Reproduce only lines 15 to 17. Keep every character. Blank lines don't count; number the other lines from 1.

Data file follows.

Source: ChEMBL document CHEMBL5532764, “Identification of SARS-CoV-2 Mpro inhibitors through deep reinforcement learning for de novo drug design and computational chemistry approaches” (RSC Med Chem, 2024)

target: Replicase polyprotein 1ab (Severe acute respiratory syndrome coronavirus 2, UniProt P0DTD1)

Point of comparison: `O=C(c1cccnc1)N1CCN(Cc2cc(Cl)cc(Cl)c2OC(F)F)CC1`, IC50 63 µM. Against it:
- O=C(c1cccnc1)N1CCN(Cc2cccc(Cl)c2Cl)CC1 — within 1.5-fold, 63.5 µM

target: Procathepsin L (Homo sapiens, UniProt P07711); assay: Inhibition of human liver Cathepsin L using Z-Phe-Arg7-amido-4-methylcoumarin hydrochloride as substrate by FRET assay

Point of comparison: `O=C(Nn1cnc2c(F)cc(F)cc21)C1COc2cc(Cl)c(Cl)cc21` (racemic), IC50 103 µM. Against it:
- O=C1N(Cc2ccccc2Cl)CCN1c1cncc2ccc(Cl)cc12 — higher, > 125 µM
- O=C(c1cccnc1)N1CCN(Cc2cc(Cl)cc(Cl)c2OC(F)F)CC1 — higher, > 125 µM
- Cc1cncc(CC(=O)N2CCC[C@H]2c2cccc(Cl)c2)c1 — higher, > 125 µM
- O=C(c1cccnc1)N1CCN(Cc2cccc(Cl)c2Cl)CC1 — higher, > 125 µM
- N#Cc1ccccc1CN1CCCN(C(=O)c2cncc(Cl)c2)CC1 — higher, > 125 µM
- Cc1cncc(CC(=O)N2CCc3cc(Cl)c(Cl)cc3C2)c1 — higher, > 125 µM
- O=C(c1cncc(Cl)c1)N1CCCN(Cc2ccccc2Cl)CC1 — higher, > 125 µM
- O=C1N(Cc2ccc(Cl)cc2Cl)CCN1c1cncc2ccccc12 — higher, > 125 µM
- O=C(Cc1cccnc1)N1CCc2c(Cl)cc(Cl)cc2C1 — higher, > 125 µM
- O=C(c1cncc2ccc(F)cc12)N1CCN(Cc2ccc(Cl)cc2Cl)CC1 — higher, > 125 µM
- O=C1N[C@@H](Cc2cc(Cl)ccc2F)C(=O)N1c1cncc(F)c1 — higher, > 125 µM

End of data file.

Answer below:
- O=C(Cc1cccnc1)N1CCc2c(Cl)cc(Cl)cc2C1 — higher, > 125 µM
- O=C(c1cncc2ccc(F)cc12)N1CCN(Cc2ccc(Cl)cc2Cl)CC1 — higher, > 125 µM
- O=C1N[C@@H](Cc2cc(Cl)ccc2F)C(=O)N1c1cncc(F)c1 — higher, > 125 µM